Frankly, the synopsis of this book didn't grab me: a television producer does a story on a psychic quiltmaker and is given a quilt with psychic reading, and then her life falls apart and she blames the quilt.  So she goes back to the quiltmaker and ends up living for a while in the eccentric small town where the quiltmaker lives.  And then elements of her old life resurface and she has to decide how or whether to combine her lives.  It sounded pretty formulaic and gimmicky, what with the psychic quilt and all.  It ended up being much much better than I'd expected, though.  The main character is sufficiently flawed as to be likeable, and the situations in which she finds herself are a bit weird but not ridiculously extreme.  And her struggle to decide what she wanted in her life was exactly what I was in the mood to read about.  There's a large cast of interesting (if wacky) secondary characters and believable personal growth in several areas.  It's definitely a feel-good read, and I will be looking for more by this author.


Review #7: You Know You Love Me by Cecily von Ziegesar

Finished: June 18

Genre: Young adult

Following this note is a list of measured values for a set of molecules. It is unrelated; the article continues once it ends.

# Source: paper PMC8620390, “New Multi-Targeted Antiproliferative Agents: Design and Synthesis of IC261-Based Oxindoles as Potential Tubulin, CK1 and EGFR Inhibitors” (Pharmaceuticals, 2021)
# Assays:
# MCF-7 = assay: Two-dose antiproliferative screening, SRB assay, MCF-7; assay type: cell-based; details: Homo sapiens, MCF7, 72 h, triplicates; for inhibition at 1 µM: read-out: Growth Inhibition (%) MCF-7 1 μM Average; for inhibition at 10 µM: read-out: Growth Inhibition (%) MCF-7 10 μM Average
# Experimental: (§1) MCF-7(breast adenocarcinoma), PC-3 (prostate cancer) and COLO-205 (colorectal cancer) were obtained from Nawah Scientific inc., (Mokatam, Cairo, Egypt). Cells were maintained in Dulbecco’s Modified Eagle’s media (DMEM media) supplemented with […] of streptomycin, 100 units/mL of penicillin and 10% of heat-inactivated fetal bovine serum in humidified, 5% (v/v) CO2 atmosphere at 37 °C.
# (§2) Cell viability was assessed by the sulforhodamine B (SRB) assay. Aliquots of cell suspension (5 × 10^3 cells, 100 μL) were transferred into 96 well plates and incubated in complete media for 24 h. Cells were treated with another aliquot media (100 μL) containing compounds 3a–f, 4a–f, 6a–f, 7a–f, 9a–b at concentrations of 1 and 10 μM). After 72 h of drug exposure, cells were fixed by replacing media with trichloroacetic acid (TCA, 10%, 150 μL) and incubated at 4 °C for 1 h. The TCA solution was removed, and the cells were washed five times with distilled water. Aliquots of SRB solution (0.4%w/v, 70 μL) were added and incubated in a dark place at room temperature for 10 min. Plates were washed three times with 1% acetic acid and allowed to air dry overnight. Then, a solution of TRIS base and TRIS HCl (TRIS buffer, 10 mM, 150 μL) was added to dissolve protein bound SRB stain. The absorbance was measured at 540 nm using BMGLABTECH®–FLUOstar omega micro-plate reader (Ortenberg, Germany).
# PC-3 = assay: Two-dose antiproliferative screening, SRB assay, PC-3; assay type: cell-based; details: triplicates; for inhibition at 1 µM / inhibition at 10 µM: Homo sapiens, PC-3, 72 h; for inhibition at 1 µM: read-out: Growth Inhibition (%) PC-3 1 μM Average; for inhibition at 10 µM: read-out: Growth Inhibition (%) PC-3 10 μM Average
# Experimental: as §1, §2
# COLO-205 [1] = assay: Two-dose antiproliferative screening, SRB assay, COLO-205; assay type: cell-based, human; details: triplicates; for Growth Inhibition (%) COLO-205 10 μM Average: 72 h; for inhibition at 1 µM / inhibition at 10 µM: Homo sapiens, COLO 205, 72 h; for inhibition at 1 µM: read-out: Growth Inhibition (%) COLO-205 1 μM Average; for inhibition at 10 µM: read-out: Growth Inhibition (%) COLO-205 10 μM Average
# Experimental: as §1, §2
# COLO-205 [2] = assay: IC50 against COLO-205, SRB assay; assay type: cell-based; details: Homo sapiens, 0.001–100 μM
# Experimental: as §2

Pages: 227

Rating: 3.6

This is the second book in the Gossip Girl series, which I started reading because there's a TV show of it (with Kristen Bell) starting in the fall.  They're complete trash, but fun and addictive.  Total candy.  Cotton candy, actually.  Very little substance.  The characters in this series are superrich teens at snobby private schools in Manhattan.  They spend lots of time shopping, drinking, and smoking pot in Central Park.  They all have Issues, of course - family stuff, eating disorders, etc.  But these are just touched on, not explored in any deep fashion.  Much of this second volume revolves around college visits and applications.  Some of the characters are pretty awful, but most have redeeming qualities of some sort.  Give this series a try if you want a quick, mindless summer read.